Wadowice barracks

Until the 1770s, the major transport routes bypassed Wadowice; hence, the town did not have any strategic or military importance. This situation changed fundamentally with the ‘arrival’ of the Austrians. As early as 1790, the Austrian command, fearing war with Prussia, decided to deploy troops along the road connecting Wadowice with Sucha in order to safeguard the traffic moving towards Hungary. But it was the routing of the highway connecting Vienna with Lviv that turned out to be decisive. It was then that Wadowice became an important point on this route. The military advantages of the town had already been noted at the turn of the 19th century. By 1820 a provisions ware house was built for the army in them western part of Wadowice in Wiedeńska (today Mickiewicza) Street. Soon after, the seat of administration of the district was moved to Wadowice (1819), the first military troops began to be redeployed to the town. These were reserve units of the 56th Infantry Regiment of Myślenice, which arrived in Wadowice in 1823.

Barracks of the Imperialand Royal 56th Infantry Regiment

In 1825 Wadowice was chosen to be the permanent base of the 56th Infantry Regiment (Kaiser und Koenig Infantiere Regiment). At present, the three-storey building (from 1827) is considered as one of the better preserved buildings of this type in Poland. The barracks were constructed on the ‘Imperial Highway’ (approx. 600 m from the town centre) so that the army could use the main transport route of Wadowice and Galicia whenever it was convenient. Until the mid-19th century, Wadowice remained the most important point on the military map in western Galicia. The local garrison not only fulfilled the functions of police and defence, as during the November Uprising, but was also a considerable force in suppressing the Cracow Uprising (1846). In the latter half of the 19th century, the military status of the town began to decrease, which followed from the change made by the army command in the tactics as well as the fortifying of the strongholds in Cracow and in Przemyśl. When Poland regained independence, the place of the 56th Austrian Regiment was taken over by the 12th Infantry Regiment, which from 1924 bore the title of the 12th Infantry Regiment of the Territory of Wadowice. The 56th Austrian Infantry Regiment could boast its own signature piece of music. The score Potpourri fur Militar Musik was composed by an infantry soldier and member of the regiment band, Josef Dawid.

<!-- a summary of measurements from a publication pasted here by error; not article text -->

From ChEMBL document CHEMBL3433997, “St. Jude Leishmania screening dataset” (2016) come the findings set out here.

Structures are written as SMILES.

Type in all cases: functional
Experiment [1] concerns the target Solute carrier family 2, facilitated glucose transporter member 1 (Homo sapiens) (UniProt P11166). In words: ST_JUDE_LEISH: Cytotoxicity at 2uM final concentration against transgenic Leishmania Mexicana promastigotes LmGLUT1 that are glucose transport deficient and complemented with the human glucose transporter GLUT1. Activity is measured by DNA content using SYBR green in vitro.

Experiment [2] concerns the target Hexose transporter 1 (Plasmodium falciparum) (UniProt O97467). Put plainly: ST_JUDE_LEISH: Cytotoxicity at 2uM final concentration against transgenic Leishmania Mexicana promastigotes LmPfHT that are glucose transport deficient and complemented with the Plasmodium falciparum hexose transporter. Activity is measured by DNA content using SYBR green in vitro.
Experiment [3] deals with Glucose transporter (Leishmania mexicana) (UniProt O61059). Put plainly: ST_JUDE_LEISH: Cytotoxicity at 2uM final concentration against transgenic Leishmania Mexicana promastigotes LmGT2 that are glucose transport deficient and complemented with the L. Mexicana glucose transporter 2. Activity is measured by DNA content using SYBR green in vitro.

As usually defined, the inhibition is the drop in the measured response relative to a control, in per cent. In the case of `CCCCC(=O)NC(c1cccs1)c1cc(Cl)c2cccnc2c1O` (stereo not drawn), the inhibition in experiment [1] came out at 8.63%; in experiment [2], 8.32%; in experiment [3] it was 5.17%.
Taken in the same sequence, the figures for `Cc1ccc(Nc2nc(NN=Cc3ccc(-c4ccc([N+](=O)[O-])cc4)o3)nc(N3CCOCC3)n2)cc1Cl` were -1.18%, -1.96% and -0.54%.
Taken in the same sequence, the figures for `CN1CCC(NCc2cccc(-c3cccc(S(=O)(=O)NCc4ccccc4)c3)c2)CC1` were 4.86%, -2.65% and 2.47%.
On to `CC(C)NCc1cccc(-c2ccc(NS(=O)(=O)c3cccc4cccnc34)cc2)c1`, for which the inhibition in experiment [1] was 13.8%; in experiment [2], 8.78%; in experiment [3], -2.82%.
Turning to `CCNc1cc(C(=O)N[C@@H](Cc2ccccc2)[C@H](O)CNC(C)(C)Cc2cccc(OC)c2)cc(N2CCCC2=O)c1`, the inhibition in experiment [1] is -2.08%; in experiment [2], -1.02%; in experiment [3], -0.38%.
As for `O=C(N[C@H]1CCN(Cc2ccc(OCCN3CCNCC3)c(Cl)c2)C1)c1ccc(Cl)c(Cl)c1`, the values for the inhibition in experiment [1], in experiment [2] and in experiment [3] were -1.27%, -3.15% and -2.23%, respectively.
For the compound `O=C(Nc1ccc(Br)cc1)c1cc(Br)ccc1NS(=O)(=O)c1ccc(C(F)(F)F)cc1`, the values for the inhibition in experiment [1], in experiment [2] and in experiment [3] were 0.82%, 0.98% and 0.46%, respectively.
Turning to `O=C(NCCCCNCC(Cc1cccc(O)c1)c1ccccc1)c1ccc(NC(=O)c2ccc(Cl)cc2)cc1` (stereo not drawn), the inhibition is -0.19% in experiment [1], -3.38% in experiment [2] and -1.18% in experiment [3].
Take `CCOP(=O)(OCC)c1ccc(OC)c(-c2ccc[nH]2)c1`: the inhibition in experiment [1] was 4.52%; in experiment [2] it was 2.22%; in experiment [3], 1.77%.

Building of the ‘municipal barracks’ of the 54th National Defence Regiment

In the mid-19th century, the garrison was strengthened by the addition of cavalry troops. For this purpose, in 1854, the buildings situated opposite the main infantry barrack were appropriately adapted. The other barracks, together with the stable facilities at the back of the building, could house at least a cavalry squadron. In order to satisfy the needs of the army, huge swathes of land stretching towards the River Skawa (eastwards) and towards the Łozówka field (northwestwards, as far as Młyńska (currently Legionów) Street, were taken over. In the cavalry barracks, referred to as the ‘municipal barracks’, the 54th National Defence Regiment (Landwehr) was stationed. Then, in 1901, it was moved to Cieszyn where it was incorporated into the 31st National Defence Regiment. In the first few years of the 20th century, the land occupied until then by the cavalry troops, the National Defence Regiment and the artillery was converted into the industrial district of Wadowice, which still exists today. In 1871 command over the local Landwehr (National Defence) Regiment was taken over by Józef Baum’s elder brother, Antoni Baum (1819-1888). He took part in one of the biggest battles of the 19th century, the Battle of Königgrätz (1866), which was the decisive battle of the Austro-Prussian War.